Seattle Privacy co-founder Jacob Appelbaum explains in this Democracy Now clip what happens to a democracy that is placed under total surveillance. Like David Miranda, who on Sunday was held and interrogated for nine hours under a terrorism law at London’s Heathrow airport, Jacob has been harassed for years when crossing international borders. Why? David is the partner of journalist Glenn Greenwald, who has written about the NSA documents leaked by Edward Snowden; Jacob, for his part, has been a supporter of Wikileaks. Their experience shows how our governments will slap the label “terrorist” on anybody who dissents or conducts investigative journalism — not because they suspect actual terror plots, but to intimidate and silence.
Perhaps the most thought-provoking line:
“It’s not merely a matter of whether we have something to hide, because it is not us who will decide whether we have something to hide.”
The subject of keeping ones computer use and communications private is vast, but I’d like to briefly describe some of the measures I take and explain why each is important. The tl;dr version: Use Tor for browsing and GPG for email.
Anonymous browsing: Whenever a request is made to another system on the Internet, addressing information is exchanged. This is analogous to the destination and return address in a physical postal system; In this case the addresses use Internet Protocol (IP) instead of numbers and streets, but the idea is the same. If you wanted to send a letter to someone without a return address, they wouldn’t be able to figure out anything more than the location where the letter was first routed from the cancellation marking on the stamp. When it comes to web browsing, there isn’t a means of sending requests that don’t have return addresses. However, you may use a proxy so that the website being accessed doesn’t have your actual IP address but instead has the address of the proxy. The most robust anonymous proxy available is called Tor (The Onion Router) and is available for Windows, Macintosh, Linux and Android.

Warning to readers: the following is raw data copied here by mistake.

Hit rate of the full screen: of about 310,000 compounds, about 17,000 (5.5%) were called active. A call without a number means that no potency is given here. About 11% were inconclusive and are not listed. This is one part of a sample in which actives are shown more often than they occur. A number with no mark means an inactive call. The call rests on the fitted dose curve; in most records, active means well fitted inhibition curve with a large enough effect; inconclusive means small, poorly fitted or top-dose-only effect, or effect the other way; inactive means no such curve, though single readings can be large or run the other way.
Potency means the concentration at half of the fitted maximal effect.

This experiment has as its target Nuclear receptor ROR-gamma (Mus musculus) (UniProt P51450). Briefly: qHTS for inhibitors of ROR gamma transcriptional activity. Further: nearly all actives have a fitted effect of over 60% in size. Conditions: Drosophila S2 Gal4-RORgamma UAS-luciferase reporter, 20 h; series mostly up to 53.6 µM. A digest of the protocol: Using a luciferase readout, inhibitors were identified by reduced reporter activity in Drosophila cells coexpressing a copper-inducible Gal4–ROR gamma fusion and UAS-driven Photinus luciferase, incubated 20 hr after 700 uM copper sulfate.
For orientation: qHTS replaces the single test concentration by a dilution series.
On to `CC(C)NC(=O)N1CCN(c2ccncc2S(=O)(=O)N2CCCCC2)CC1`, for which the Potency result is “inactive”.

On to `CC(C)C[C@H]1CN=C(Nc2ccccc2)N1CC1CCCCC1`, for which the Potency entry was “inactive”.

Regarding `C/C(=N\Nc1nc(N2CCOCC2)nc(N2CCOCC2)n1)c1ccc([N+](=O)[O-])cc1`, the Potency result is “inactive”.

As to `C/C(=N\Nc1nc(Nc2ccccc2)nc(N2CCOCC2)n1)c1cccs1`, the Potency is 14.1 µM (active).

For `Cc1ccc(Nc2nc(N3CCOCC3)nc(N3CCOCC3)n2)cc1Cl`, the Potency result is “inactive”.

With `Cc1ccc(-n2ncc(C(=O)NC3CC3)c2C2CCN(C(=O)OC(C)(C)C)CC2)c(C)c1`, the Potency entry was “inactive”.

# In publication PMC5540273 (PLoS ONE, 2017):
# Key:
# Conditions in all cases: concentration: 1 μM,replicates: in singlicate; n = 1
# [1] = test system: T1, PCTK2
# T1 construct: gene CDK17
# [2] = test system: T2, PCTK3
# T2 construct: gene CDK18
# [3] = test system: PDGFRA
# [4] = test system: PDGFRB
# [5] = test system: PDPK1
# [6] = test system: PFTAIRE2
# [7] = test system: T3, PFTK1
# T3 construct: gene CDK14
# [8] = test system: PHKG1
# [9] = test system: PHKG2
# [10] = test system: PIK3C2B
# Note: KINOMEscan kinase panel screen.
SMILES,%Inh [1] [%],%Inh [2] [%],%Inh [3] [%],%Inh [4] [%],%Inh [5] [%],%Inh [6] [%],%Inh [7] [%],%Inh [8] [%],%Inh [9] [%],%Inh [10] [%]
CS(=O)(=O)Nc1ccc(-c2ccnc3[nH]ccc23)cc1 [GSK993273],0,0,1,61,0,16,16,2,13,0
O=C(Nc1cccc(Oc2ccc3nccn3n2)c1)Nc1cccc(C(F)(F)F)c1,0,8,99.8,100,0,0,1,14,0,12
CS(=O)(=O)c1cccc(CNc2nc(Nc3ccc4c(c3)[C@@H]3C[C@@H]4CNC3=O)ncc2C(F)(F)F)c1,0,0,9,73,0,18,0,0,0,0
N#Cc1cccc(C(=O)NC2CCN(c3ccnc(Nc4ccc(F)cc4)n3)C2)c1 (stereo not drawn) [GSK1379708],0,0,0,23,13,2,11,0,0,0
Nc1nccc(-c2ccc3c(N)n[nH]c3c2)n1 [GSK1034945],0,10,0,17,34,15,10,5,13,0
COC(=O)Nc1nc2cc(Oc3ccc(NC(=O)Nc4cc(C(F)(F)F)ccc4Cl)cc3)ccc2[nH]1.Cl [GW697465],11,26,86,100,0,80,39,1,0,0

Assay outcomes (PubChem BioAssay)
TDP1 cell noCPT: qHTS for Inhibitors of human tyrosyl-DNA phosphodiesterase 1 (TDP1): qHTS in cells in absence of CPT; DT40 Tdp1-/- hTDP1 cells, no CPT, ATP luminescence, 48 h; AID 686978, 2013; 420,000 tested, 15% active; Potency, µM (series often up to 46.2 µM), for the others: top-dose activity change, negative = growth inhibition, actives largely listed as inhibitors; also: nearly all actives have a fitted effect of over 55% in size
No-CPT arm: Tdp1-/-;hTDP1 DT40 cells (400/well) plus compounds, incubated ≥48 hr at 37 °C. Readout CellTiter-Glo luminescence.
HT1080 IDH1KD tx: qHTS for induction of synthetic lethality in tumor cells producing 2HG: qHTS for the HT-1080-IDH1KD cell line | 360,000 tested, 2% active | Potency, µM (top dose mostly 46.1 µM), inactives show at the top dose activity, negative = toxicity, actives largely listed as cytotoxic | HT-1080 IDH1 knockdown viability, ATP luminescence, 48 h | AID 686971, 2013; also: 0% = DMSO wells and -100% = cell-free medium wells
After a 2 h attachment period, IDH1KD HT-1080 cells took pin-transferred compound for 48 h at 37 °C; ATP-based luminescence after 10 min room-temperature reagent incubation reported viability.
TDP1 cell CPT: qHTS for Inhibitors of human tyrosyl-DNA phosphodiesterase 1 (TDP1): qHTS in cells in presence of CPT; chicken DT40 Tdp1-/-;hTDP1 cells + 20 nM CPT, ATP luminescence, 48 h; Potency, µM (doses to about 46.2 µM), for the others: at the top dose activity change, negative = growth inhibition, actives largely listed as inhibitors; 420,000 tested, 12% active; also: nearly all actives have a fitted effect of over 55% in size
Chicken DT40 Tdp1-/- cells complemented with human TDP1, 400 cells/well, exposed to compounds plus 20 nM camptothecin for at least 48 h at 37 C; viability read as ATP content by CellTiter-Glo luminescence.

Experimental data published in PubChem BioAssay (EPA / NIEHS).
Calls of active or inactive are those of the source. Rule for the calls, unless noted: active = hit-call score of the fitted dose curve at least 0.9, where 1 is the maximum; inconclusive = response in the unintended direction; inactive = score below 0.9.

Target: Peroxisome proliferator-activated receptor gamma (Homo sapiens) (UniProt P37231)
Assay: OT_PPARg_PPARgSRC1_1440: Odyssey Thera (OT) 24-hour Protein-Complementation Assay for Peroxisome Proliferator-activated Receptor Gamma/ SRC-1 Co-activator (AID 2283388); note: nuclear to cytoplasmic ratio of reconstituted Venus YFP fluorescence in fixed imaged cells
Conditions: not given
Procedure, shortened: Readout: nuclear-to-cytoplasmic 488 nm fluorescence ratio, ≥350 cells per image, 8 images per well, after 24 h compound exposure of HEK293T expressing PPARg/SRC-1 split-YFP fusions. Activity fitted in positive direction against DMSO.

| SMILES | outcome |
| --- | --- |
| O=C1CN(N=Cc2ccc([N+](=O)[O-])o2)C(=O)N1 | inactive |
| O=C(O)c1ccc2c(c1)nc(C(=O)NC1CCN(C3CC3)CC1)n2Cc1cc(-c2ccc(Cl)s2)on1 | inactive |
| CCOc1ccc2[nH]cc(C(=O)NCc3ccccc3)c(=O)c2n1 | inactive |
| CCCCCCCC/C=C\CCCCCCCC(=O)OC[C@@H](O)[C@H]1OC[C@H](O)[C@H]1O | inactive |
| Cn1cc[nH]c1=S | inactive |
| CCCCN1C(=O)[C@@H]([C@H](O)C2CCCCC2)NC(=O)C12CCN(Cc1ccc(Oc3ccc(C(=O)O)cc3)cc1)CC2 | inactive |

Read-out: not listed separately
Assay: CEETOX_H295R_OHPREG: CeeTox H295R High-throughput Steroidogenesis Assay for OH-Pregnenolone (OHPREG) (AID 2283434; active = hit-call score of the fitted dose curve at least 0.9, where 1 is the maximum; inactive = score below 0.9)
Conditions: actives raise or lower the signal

Encrypted Email: Carrying on the postal analogy, email is actually more like a postcard in terms of the privacy it provides. People may have an expectation of privacy when it comes to the things they commit to email, but it’s merely an expectation. There may be legal or professional repercussions for reading the contents of someone’s email, however. If one wishes to keep the contents of email private, using some form of encryption is recommended. The most widespread mode of encrypting email is the commercially available software “PGP” (Pretty Good Privacy) which also has a free, open source implementation “GPG” (Gnu Privacy Guard). Using GPG is fairly complex because of the concepts involved and I’d recommend having someone walk you through the process. If you’re a do-it-yourself type, there’s extensive documentation available.
Off The Record messaging: Many chat programs will present the option to discard logs of what you’ve typed. This is sometimes referred to as being “off the record” but it’s important to understand what’s going on behind the scenes if you want to maintain confidentiality and even plausible deniability of the things one is communicating to others. Please refer to the Cypherpunks OTR page which treats this topic extensively. For my part, I use Gibberbot on my Android phone when I wish to communicate securely. It’s produced by the Guardian Project, which has collaborated with the Tor Project to bring their software to Android devices.